Compared to western and central Europe, which was something of a rural backwater at this time, the wealth of the caliphate was astonishing.

The Abbasids were also the Islamic rulers who took the logical step of  ending discrimination against non-Arab Muslims, thus sweeping away the last remnants of  ethnic (as opposed to cultural) Arab chauvinism.  The caliph in the name of Islam ruled over all Muslims in the same way.

What did this mean in real life?

One thing it meant was that the road to conversion was wide open, and that the road would be more frequently taken.  All the troubles of the caliphate, the three fitnas or civil wars,  the division between the earliest Sunnis and Shiites, had done nothing to take the shine off the general success of the Muslim conquerors.   Islam and the caliphate were the wave of the future.

When Islam had been supposedly only for the Arabs, it had attracted converts anyway.  Now that converts were to be accepted as equals by older Muslims, conversion picked up.

Even so, this was still not the period of mass conversions.  Non-Muslims still made up the majority of the population of the caliphate.

A second effect that the official equality of all Muslims had, was to open the door to greater influence within the Muslim community for non-Arab languages and non-Arab culture. 

Arabic remained important:  in fact, after the conquests,  it became increasingly more usedl, because the conquerors appropriated the gems of  other literatures and translated them into their own language.  It became a cosmopolitan language.

But if a Muslim was not necessarily an Arab, then the legitimacy within Islamic culture of other languages and traditions was increased.

The language that most benefited from this situation in the Abbasid era was Persian.  When the Arabs took over the Middle East, there were three big languages, Greek, Persian, and Syriac, each of which had impressive literatures.  Syriac was so close to Arabic that it was easily absorbed into it.  Greek was studied very closely by Arabic scholars, but was not the native language of a large number of Arab subjects.   So it remained a “foreign language.”  But Persian was the language of  peasants, landlords, bureaucrats, soldiers, and scholars over a very large part of the caliphate.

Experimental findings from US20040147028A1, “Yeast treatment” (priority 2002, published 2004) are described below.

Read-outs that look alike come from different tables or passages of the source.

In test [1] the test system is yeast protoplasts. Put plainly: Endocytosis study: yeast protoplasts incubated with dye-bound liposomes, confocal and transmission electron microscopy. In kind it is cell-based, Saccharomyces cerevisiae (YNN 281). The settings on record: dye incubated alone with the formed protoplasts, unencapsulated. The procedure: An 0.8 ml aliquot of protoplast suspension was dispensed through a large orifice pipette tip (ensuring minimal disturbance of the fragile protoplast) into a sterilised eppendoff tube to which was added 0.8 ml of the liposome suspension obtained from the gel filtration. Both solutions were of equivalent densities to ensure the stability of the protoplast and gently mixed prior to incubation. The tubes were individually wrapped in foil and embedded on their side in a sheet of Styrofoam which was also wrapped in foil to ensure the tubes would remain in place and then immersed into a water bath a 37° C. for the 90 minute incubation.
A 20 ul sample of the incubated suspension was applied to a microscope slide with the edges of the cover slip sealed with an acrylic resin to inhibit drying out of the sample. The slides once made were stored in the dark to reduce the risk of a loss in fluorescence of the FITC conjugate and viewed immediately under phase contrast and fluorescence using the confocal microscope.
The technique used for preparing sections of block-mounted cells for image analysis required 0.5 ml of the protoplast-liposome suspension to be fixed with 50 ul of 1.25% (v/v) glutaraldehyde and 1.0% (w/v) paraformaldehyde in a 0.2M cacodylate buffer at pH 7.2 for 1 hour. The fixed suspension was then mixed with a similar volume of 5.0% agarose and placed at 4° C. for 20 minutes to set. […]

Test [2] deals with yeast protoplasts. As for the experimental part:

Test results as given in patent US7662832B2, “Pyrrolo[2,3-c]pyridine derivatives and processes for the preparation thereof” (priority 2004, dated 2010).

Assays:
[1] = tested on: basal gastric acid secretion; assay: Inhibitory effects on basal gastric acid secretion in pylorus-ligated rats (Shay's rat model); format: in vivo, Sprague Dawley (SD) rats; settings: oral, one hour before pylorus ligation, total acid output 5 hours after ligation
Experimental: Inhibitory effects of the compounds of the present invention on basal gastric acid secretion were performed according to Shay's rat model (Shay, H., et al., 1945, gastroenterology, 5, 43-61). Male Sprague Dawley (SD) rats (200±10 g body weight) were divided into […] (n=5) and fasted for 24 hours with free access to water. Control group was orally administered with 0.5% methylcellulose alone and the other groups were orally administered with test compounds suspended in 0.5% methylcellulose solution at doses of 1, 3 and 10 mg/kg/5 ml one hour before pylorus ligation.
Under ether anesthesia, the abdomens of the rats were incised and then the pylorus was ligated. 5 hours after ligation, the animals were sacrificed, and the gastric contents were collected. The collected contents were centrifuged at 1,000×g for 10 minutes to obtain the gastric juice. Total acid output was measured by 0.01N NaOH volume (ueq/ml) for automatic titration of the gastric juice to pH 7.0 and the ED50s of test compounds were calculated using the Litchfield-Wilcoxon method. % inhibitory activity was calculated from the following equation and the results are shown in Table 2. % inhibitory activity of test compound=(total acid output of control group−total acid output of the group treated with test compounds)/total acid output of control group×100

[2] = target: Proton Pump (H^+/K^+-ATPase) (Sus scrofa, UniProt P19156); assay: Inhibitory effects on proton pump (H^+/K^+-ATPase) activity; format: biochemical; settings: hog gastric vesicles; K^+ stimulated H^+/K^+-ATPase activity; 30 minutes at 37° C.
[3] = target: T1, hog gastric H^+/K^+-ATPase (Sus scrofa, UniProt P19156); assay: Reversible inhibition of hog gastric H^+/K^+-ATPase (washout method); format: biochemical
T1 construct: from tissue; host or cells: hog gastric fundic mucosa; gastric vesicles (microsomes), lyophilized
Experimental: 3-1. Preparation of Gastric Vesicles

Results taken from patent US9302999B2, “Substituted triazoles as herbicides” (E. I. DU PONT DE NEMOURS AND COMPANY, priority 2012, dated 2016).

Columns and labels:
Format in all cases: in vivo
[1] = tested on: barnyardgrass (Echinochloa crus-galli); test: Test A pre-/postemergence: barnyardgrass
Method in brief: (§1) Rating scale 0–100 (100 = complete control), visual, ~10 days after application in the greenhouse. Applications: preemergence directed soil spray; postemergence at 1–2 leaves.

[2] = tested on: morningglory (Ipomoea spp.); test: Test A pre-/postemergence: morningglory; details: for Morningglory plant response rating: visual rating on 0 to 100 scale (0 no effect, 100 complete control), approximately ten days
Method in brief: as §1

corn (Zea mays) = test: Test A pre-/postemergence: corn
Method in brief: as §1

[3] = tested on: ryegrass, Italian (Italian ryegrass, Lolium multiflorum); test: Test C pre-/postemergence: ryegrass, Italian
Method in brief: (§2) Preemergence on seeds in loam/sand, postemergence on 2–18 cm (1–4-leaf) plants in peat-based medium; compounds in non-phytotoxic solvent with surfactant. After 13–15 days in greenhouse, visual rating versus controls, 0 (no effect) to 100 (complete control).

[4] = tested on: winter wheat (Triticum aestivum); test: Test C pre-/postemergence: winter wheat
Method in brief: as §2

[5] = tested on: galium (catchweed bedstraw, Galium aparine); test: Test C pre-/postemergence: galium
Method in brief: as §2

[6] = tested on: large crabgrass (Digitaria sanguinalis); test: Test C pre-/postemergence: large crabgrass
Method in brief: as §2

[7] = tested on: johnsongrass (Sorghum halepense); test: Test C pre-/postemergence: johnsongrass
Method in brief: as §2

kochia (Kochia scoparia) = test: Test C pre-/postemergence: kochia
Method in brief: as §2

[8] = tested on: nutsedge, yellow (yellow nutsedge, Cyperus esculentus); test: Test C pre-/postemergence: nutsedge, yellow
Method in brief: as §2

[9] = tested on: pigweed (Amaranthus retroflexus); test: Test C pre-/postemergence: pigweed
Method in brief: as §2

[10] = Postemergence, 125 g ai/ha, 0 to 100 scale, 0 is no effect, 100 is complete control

Persian converts, especially in the earliest years of the conquest, learned Arabic for practical and religious reasons, and even translated Persian works into Arabic.   But they didn’t forget Persian or Persian traditions.  These traditions were well-represented not only in present-day Iran, but in Central Asia and in Iraq.  So in Abbasid times, the Persian influence on poetry, political ideas, and aristocratic life became very important.

A final effect of the Abbasid recognition that all Muslims were equal was a two-part political change.

The Abbasids were for two centuries among the most powerful rulers in the world -- maybe the most powerful.    At the same time, they had a very elevated sense of their role as the religious leaders of Islam.    But in neither case were they able to make that power a permanent one.    The political fall of the Abbasid caliphate was, as we will see, a pretty standard scenario, an empire’s fall like any other.    More interesting, perhaps, is the frustration of their religious pretensions.   Long before they began losing their political grip, the Abbasid caliphs were defeated in their attempt to become the defining force in Islam.

Copyright (C) 1999, Steven Muhlberger.